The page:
This line of thought also feeds directly back into the point raised above regarding the Peace Corps in regards to the education and enlightenment of individual civilians. These citizens – both in military and civil services – would only be factored into the democratic process if they are not voluntary – if anyone and all could/had to go. I believe that countries throughout the world – even though a great deal have just recently gone away from it – should have it mandatory for all citizens to spend either one year of military service, or two years of civil service abroad by a specific age (say 25 or 30 years old).

This type of mandatory service would hold the government accountable for its actions in both the civil and military sense. The democratic public may not stand for their sons and daughters being in harms way involuntarily without the greatest of defensive causes (this concept is bolstered by the prevailing theories surrounding ‘Democratic’ or ‘Liberal Peace’ theories that claim that democracies won’t go to war against each other – but these theories assume that true democratic institutions exist). With greater accountability in place, the government would be more apt to expand upon Peace Corps type policies, which would work on a preventative grassroots level, to stem the possible tides of war. The program could even be expanded to the scale of a globally inclusive program – not just within developing countries – to exchange individuals among nations of all creeds and outlooks. Imagine the good will and understanding throughout the world if everyone had spent a year or two living in another country? The level of openness and understanding would be tremendous. Of course the Right wing parties would immediately object to this idea on grounds of sacrificing indigenous culture, and then of course their would be their security concerns. But this blog isn’t about getting from A to B, it is about finding B first rather than trying to get to someplace that does not exist. The point would not be assimilation, but rather understanding. Preventative time spent abroad that increases individual awareness of ‘the mysterious abroad.’

Individuals would thus have a multilevel choice – shorter military service, or longer civil service. Once within each service category they could decide further; rural, urban, more developed, less developed; or different avenues in the military, engineering, administrative, combat, etc. Everyone serves – with choices – so that no one has to fight. Putting ‘hearts and minds’ before cheap talk and expensive weapons systems…

Health Care Op-Ed in NY Times...

I have been living mostly in Europe for the last ten years and I have had outstanding and inexpensive health care throughout. In 2002 I had a sports related hip injury and didn't have any insurance. I had it examined at the top hospital in Prague by an orthopedic specialist and had an X-Ray; total bill: about 35 US dollars WITHOUT HAVING INSURANCE. This past year I was bitten by a dog while running in Budapest and (now having insurance) had 'surgery' to clean the wound and then had to go to the hospital every day for two weeks and then every other day for two more; the doctor saw me, cleaned the wound, bandaged it up, and off I went. I had to pay there at the hospital (surgery about 115 USD, visits 15 USD) and was reimbursed easily and without hassle within a week. Granted the doctors tend to be older and sometimes locked in socialist attitudinal stereotypes, but I have ALWAYS gotten GREAT care. I get scared when I go to the US as I live an active lifestyle. Its amazing how bad the system there is and how ignorant the general public is about how much better it could be...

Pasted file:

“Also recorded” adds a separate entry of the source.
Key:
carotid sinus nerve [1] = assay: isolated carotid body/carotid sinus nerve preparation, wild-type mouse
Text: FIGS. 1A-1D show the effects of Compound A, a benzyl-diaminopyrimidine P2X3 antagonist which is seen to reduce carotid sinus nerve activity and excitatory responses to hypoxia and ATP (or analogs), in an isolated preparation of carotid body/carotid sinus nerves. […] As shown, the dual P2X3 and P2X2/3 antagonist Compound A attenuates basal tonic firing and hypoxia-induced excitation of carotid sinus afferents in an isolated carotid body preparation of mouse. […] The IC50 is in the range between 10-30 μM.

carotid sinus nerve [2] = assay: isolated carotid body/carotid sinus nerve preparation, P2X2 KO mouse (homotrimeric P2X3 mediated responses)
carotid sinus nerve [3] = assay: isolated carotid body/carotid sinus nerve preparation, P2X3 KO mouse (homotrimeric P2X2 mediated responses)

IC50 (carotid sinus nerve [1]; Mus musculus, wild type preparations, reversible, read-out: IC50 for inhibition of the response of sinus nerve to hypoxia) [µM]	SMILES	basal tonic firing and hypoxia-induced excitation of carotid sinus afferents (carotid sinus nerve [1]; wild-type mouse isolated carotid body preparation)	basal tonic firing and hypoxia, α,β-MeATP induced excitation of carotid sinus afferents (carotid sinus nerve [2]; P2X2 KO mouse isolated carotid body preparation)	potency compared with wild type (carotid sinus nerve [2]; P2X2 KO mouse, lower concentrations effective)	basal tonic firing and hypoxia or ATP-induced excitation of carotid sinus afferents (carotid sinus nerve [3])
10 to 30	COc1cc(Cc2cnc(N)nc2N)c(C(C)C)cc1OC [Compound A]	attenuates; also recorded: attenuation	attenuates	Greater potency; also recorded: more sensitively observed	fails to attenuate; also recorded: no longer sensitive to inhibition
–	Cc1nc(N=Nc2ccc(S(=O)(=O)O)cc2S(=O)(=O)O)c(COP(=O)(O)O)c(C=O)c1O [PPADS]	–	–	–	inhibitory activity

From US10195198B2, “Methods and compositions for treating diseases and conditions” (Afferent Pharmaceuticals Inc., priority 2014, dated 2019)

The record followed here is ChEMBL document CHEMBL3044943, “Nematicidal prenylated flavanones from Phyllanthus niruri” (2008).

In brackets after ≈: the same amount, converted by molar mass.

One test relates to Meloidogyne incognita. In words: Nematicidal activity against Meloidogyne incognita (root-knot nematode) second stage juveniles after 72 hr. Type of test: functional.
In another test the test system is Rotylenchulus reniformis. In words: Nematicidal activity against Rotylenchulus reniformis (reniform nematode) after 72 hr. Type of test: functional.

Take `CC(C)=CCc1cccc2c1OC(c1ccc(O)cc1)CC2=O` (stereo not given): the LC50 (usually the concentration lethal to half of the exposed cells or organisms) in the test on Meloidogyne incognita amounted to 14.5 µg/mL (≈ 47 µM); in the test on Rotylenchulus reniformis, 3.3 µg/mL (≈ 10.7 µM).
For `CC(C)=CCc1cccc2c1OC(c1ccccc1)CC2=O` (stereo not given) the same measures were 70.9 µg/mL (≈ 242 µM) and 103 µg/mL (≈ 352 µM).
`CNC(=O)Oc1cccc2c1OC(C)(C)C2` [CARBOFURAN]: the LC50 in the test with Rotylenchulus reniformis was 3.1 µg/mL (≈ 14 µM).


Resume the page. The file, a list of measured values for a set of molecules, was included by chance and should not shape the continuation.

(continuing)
Wednesday, June 10, 2009

Is the self interested actor ‘really’ a civilized actor?

This is an interesting question given our present day society’s turn towards individualism and individualistic systems of social interaction. When you think about the term ‘civilized’, what is it that comes to mind? Is it an individual ‘returning to nature’ forced to act in a Darwinist fashion for self-survival – alone within the perils of the world surrounding them? Or is it the joining together of people and communities in a situation where singular individuals ‘rise’ above basic ‘self’ interests and promote reason and rational interaction among others, to elevate the body and its actions above simple satisfactions and pleasures. Maybe a civilized society is about controlling those animalistic tendencies that intrinsically drive us and practicing self-control, self-introspection, and virtuous rationality, with a reflective and contextualized view of our self and our surroundings.

Over the last several centuries the rise of capitalism has been – in the words of virtual immortals in free-market lore such as a Smith, Friedman, etc – about ‘returning to nature’ or of ‘working within the natural state of humanity.’ Thus capitalism – and its individualistic emphasis – would seem to run counter to general perceptions of what being civilized means. This would seem to mean that the further society and humanity evolves into this ‘naturalistic’ state, the further away from civilized we become…

Tuesday, June 9, 2009

The Virtual Commons